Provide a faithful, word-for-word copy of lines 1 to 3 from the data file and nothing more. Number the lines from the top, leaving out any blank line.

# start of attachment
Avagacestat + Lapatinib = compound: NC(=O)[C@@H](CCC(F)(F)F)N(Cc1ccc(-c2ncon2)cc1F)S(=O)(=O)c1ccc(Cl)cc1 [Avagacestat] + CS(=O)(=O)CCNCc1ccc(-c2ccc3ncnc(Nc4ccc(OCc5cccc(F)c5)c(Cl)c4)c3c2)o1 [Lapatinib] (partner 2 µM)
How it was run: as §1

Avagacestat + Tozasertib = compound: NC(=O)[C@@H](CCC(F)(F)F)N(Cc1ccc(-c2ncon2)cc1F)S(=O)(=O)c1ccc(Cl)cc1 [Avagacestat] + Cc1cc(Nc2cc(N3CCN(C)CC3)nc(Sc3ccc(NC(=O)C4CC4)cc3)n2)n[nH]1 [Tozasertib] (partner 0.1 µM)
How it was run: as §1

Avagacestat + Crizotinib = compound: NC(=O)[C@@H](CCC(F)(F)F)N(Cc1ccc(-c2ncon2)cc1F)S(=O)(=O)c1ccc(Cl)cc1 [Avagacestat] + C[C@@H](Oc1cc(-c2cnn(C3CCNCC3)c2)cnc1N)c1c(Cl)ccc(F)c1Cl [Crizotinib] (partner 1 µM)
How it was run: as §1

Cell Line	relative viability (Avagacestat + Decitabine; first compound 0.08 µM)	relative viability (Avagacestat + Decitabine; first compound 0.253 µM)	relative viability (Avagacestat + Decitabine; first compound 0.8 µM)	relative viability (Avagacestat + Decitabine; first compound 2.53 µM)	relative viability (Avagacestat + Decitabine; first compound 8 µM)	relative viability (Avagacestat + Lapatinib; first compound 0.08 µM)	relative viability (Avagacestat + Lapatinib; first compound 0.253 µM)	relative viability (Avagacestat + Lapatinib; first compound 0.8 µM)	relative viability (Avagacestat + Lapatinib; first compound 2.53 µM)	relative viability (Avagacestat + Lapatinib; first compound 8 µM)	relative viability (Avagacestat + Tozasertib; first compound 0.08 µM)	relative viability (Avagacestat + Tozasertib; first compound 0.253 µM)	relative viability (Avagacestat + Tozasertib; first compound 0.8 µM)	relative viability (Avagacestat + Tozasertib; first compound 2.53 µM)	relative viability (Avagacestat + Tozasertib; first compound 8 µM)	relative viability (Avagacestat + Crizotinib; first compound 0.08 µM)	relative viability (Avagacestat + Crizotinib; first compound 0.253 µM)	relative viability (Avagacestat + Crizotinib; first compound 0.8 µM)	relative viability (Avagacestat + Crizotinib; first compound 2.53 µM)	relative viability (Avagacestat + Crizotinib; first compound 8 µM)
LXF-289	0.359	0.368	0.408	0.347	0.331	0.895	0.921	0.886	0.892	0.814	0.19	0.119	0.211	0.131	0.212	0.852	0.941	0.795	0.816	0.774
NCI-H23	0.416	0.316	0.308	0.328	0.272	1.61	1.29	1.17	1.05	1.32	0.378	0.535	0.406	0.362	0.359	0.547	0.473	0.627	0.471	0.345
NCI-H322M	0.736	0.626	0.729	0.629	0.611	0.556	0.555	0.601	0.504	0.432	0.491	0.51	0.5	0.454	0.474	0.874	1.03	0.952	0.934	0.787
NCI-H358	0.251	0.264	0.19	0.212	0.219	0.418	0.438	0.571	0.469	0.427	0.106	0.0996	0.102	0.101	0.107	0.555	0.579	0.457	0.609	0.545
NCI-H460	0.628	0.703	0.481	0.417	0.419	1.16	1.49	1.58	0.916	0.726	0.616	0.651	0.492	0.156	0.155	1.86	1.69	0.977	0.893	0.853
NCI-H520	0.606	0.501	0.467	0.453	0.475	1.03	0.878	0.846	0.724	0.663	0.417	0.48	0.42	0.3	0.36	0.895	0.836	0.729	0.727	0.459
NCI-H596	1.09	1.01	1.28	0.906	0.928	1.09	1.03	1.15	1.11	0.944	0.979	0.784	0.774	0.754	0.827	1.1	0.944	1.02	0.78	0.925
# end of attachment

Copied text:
Avagacestat + Lapatinib = compound: NC(=O)[C@@H](CCC(F)(F)F)N(Cc1ccc(-c2ncon2)cc1F)S(=O)(=O)c1ccc(Cl)cc1 [Avagacestat] + CS(=O)(=O)CCNCc1ccc(-c2ccc3ncnc(Nc4ccc(OCc5cccc(F)c5)c(Cl)c4)c3c2)o1 [Lapatinib] (partner 2 µM)
How it was run: as §1

Avagacestat + Tozasertib = compound: NC(=O)[C@@H](CCC(F)(F)F)N(Cc1ccc(-c2ncon2)cc1F)S(=O)(=O)c1ccc(Cl)cc1 [Avagacestat] + Cc1cc(Nc2cc(N3CCN(C)CC3)nc(Sc3ccc(NC(=O)C4CC4)cc3)n2)n[nH]1 [Tozasertib] (partner 0.1 µM)